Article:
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The nominees for the 2020 Oscars have arrived and Joker is maniacally cackling at the top of the list with a whopping 11 nods. It's even up for Best Picture and Best Director, but we're getting ahead of ourselves here.
Genre movies permeate this year's list of Academy Award hopefuls, and Joker's just one of several genre films that have made a mark for sci-fi, horror, and fantasy films gunning for some serious hardware on Oscar night. Here are some notable milestones for genre films among Oscars' Class of 2020:
Joker becomes the first comic book movie to dominate all nominees
With 11 nods for Joker, this is the first time in Oscar history that a comic book-inspired movie has led the list of nominees. Of course, other genre flicks have dominated in the past — fantasy-driven The Lord of the Rings: The Return of the King topped all comers with 11 nominations (and won Best Picture) in 2004, and in 2014, Gravity lifted off with 10 nominations, tying for the most with American Hustle. Two years ago, Guillermo del Toro's creature feature/love story The Shape of Water swam toward 13 nominations and ended up winning four of them, including Best Picture. But with Joker, this marks the first year that the most-nominated film took its cue from comic books.
Joker follows Black Panther's lead
The DC film is also only the second comic book movie in Oscar history to snag a nod for Best Picture. Marvel Studios' Black Panther broke the superhero barrier last year when it was nominated in this category.
A Joker double-header
As a Best Actor contender, Joaquin Phoenix is the second performer to be nominated for playing Gotham's Clown Prince of Crime. In 2009, Heath Ledger was recognized for his iconic performance as the scarred Joker in Christopher Nolan's The Dark Knight and posthumously won a Best Supporting Actor Oscar for it. Phoenix joins a rare club of actors who have been nominated for playing a role that previously scored an Academy Award nod for another actor. In some rare instances, a few of those actors actually reprised the same role later in their careers.
Todd Phillips gets the last laugh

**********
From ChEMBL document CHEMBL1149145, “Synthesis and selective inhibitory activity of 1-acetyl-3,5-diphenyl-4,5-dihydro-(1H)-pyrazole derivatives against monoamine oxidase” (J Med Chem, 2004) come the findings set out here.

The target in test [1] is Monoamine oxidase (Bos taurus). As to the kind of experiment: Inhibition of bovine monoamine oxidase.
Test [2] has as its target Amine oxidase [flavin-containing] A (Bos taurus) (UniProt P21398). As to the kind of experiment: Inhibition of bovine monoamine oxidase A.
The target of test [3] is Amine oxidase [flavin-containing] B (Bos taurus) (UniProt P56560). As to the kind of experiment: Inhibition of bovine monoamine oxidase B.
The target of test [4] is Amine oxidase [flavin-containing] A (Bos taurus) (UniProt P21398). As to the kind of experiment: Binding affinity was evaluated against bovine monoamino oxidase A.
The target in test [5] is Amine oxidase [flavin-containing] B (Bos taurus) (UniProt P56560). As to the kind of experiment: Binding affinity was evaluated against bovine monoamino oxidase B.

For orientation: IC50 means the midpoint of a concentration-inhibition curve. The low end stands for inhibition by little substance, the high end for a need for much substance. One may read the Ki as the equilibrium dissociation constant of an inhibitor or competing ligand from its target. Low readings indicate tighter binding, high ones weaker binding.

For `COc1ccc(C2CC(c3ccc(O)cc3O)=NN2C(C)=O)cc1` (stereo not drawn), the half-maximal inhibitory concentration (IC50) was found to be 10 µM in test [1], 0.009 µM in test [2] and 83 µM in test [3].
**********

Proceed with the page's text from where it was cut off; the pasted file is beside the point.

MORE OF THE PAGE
While Black Panther was able to claw its way to the top category, the Academy snubbed Ryan Coogler for Best Director. As such, Joker has become the first comic book movie to snag an Oscar nomination for its director. The screenplay Phillips co-wrote with Scott Silver is also up for Best Adapted Screenplay — a rear feat for a comic book movie. (two years ago, Logan scored a nod for Best Adapted Screenplay.)
Joker composer Hildur Guðnadóttir breaks barriers
Thanks to her score for Joker, Guðnadóttir becomes just the eighth female composer in history to be nominated for Best Original Score; only three have come away victorious. This is certainly notable during an awards season that many have called out for a lack of representation. One of the biggest criticisms of this year's Oscar nominations is that female directors (like Little Women’s Greta Gerwig) were completely shut out of that race.
John Williams smashes his own record
As we reported earlier this morning, composer John Williams shattered his own record as the most-nominated living person with his score for The Rise of Skywalker. To date, he's nabbed a staggering 52 Oscar nods, winning five times.
How To Train Your Dragon goes three for three
Following in the footsteps of its two predecessors, How to Train Your Dragon: The Hidden World became the third film in the franchise to receive an Oscar nomination for Best Animated Feature, completing its trifecta. The first two films, however, walked away empty-handed. Could the third time be the charm?
Toy Story 4 continues Pixar prominence
Speaking of animated films, this year marks a momentous one for the Toy Story franchise. The fourth film snagged a nod for Best Animated Feature and also continues the trend of bagging a nomination for an original song written by Randy Newman. After such classics as "You've Got a Friend in Me," "When She Loved Me," and "We Belong Together" (the only song of the bunch to win), Newman is now in the race with the Forky-centric diddy "I Can't Let You Throw Yourself Away." The franchise now has the distinction of scoring Oscar nominations for every single one of its four entries.
It must be noted, however, that the Best Animated Feature category was not introduced until 2002, seven years after the first Toy Story hit theaters. Toy Story 2 missed the new category by three years. The original film, however, was recognized with a Special Achievement Award for its director, John Lasseter. Toy Story 3 was the first entry to win Best Animated Feature at the 83rd Oscars in 2011, which also saw a triumph for "We Belong Together."
Klaus delivers awards-season cheer to Netflix
Despite the fact that some old-school directors don't think Netflix films should be eligible for Oscars, the streaming company continues to dig in its awards-season heels. Case in point: Netflix received its first-ever animation nomination for Klaus, a new take on the origins of Santa Claus that features the voices of J.K. Simmons, Jason Schwartzman, and Rashida Jones.
Netflix previously proved its Oscar mettle in the live-action space with last year's Roma and followed that up this year with Martin Scorsese's The Irishman and Noah Baumbach's Marriage Story, which both scored major nods. The company landed the most nominations of any studio with 24 in total, trumping both Disney (23) and Sony (20).
The 92nd Academy Awards will be held at the Los Angeles' Dolby Theatre on Feb. 9 and air live on ABC at 8 p.m. EST.